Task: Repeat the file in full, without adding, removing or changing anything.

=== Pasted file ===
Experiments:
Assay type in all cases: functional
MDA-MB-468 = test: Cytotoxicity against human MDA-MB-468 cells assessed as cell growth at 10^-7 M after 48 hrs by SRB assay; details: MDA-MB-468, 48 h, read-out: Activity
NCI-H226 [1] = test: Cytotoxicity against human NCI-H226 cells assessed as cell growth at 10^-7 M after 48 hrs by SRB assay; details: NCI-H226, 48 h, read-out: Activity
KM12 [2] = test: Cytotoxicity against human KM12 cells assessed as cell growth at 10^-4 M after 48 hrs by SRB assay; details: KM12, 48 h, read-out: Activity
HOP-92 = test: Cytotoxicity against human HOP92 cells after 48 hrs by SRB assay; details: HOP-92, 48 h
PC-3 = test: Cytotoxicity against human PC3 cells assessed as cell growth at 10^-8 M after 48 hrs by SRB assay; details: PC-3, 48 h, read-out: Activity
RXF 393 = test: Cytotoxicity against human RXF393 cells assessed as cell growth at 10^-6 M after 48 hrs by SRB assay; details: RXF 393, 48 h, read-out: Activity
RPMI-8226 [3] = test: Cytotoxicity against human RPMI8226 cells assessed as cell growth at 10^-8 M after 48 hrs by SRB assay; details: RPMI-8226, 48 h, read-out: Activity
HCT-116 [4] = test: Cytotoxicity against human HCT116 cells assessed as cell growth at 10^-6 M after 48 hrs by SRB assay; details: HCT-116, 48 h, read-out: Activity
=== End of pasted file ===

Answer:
Experiments:
Assay type in all cases: functional
MDA-MB-468 = test: Cytotoxicity against human MDA-MB-468 cells assessed as cell growth at 10^-7 M after 48 hrs by SRB assay; details: MDA-MB-468, 48 h, read-out: Activity
NCI-H226 [1] = test: Cytotoxicity against human NCI-H226 cells assessed as cell growth at 10^-7 M after 48 hrs by SRB assay; details: NCI-H226, 48 h, read-out: Activity
KM12 [2] = test: Cytotoxicity against human KM12 cells assessed as cell growth at 10^-4 M after 48 hrs by SRB assay; details: KM12, 48 h, read-out: Activity
HOP-92 = test: Cytotoxicity against human HOP92 cells after 48 hrs by SRB assay; details: HOP-92, 48 h
PC-3 = test: Cytotoxicity against human PC3 cells assessed as cell growth at 10^-8 M after 48 hrs by SRB assay; details: PC-3, 48 h, read-out: Activity
RXF 393 = test: Cytotoxicity against human RXF393 cells assessed as cell growth at 10^-6 M after 48 hrs by SRB assay; details: RXF 393, 48 h, read-out: Activity
RPMI-8226 [3] = test: Cytotoxicity against human RPMI8226 cells assessed as cell growth at 10^-8 M after 48 hrs by SRB assay; details: RPMI-8226, 48 h, read-out: Activity
HCT-116 [4] = test: Cytotoxicity against human HCT116 cells assessed as cell growth at 10^-6 M after 48 hrs by SRB assay; details: HCT-116, 48 h, read-out: Activity